None of this really makes much sense to me. If I had to bet, based on the first 100 or so pages, I would’ve bet that Chuzzlewit was the success and D&S the flop. Chuzzlewit at least has some action, some forward momentum. The first seven chapters of D&S are full of light comedy, characters intentionally defined by their lack of personality, and a central plot focused on a baby. (Not a talking baby or a dancing baby or a baby genius, either: just a baby. Little Paul Dombey.) It’s not really gripping stuff. But the Victorians did love their comedic busybodies, their precocious tiny tots, their colorful servant-folk, and their little bits of scenery and sketches of personality. (This stuff is what Dickens cut his teeth on, after all.) I have to admit that I, too, am loving Major Joe Bagstock, who is constantly referring to himself in the third person as “Joey B.,” “Old Joe,” “J. Bagstock,” etc. — maybe the earliest example of this now-omnipresent phenomenon.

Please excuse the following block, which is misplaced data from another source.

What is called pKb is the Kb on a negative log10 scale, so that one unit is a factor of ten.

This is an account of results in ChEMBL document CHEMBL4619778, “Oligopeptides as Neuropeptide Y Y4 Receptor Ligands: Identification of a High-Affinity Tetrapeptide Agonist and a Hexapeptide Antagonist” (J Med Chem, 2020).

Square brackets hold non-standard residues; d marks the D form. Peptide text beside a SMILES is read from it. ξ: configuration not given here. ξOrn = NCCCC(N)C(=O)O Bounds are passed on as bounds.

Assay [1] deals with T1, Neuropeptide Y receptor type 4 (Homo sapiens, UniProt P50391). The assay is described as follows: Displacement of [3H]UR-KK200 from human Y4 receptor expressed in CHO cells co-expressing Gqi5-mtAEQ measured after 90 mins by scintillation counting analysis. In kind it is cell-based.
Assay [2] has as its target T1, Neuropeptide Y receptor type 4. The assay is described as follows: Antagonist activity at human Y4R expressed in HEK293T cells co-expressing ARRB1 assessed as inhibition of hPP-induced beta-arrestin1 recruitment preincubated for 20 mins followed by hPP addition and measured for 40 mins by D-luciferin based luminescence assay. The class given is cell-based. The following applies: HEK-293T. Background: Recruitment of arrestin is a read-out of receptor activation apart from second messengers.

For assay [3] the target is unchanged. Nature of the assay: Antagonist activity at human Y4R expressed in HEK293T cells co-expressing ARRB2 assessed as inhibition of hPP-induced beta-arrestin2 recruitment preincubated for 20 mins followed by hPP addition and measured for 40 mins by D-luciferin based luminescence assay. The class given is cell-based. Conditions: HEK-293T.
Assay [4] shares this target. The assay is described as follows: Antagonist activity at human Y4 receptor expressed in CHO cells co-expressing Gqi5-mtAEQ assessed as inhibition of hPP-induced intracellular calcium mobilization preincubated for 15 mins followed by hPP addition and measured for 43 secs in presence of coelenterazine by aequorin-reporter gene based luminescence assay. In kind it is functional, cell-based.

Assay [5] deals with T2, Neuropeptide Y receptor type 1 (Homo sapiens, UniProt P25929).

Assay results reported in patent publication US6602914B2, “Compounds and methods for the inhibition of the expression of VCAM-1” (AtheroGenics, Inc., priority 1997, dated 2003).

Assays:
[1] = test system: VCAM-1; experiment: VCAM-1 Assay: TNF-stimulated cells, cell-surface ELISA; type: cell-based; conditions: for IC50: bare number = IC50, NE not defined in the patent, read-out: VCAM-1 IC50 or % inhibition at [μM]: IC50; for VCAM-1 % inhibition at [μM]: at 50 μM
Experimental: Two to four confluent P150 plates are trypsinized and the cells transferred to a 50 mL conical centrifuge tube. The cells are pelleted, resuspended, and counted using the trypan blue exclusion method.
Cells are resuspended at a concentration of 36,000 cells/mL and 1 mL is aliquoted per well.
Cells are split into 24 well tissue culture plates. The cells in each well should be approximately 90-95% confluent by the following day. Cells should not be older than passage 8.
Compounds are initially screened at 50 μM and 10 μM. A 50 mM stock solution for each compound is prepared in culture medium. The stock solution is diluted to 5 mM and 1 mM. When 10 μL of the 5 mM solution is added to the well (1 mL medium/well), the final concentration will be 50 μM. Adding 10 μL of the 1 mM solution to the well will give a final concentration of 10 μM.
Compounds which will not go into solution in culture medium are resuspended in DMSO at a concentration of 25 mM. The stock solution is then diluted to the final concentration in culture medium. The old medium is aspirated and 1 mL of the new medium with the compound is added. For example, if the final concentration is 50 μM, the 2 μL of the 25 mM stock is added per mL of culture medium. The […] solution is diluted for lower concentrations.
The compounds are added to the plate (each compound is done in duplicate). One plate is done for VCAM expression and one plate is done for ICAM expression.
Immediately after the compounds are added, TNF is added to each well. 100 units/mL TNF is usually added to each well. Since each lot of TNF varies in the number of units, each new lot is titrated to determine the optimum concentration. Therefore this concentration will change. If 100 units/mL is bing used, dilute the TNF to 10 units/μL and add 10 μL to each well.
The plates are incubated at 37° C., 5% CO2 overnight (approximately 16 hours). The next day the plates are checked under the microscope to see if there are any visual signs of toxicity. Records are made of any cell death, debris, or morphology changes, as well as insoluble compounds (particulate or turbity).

Then comes the eighth chapter, “Paul’s further Progress, Growth, and Character,” and the book comes to life. Dickens is never a waste of time, even when he’s merely trying to entertain or lecturing. But he can sometimes seem much flatter, even disinterested in his own work. That’s how the first seven chapters felt, in part because Paul Dombey Sr. is an intentionally flat, cold, mostly uninteresting character: Scrooge without Scrooge’s fire. We hate him for ignoring little Florence, his unwanted daughter, but even there Dickens’ narration distances us from our fury. In chapter eight, however, Dickens is fully engaged, and personally invested, and seems to know he’s working on something great. And it is personal: this chapter is grounded in autobiography. In a letter to his biographer, John Forster, Dickens said that “It is from the life, and I was there — I don’t suppose I was eight years old…”